Citizenship is an integral part of our spiritual, moral, social, cultural, (SMSC), health and careers education which makes up the core of the personal development of students that we strive for here at Amery Hill. These elements make up a fundamental part of life within the school and is a responsibility taken on by all staff who ensure it underpins all aspects of our school community. The aims of this programme are to ensure all students become:
- Successful learners, who enjoy learning, make progress and achieve
- Confident individuals who are able to lead safe, healthy and fulfilling lives
- Responsible citizens who make a positive contribution to modern British society
A key part of this personal development programme are the weekly focus discussion and Focus Days which enable students the opportunity to explore important issues in more depth through the guidance of tutors and outside agencies. These sessions encourage students to learn/think about issues which will support them developing into well rounded individuals, ready to take on the challenges of life and offer an opportunity to engage with the fundamental British values of democracy, the rule of law, individual liberty and mutual respect and tolerance of those with different faiths and beliefs.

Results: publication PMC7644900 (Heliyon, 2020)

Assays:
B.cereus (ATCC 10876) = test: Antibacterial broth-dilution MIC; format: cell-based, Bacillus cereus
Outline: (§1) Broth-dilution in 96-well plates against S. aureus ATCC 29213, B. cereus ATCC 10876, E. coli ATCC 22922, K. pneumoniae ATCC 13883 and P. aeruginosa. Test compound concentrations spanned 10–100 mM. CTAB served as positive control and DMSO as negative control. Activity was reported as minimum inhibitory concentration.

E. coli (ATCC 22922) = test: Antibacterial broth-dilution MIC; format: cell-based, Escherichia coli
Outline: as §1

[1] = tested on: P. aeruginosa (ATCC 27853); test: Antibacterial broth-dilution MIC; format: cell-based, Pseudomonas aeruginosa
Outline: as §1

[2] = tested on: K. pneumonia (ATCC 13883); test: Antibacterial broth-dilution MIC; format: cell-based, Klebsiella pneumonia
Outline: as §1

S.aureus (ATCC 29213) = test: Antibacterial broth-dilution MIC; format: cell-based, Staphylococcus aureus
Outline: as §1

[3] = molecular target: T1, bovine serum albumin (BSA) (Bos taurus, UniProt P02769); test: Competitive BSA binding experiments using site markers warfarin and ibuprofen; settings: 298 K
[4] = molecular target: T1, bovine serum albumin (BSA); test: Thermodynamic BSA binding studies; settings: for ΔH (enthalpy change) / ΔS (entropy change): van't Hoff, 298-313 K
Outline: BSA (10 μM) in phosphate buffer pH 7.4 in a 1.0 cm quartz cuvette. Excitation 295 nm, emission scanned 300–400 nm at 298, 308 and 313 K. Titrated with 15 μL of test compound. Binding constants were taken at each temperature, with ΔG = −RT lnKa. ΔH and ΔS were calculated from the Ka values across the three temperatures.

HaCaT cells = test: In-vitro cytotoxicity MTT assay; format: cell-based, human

Amery Hill works closely with the Careers Service to make sure that all Amery Hill students have the best possible support in careers education throughout the transition process. Guidance is given throughout a student’s time at Amery Hill and this is enhanced with the ‘Infinity Week’ in Year 10 where students can develop and demonstrate skills and attitudes that will allow them to participate fully in and contribute positively to life in modern Britain.
The SMSC aspect of the personal development programme is delivered in a cross-curriculum manner, with extra lessons supported by outside agencies and school staff. Assemblies are also an important part of delivering key messages to students about SMSC and Citizenship and these are held weekly with a link to a whole school ‘thought for the week’ which ensure students are given the opportunity to consider a vast list of moral and ethical issues.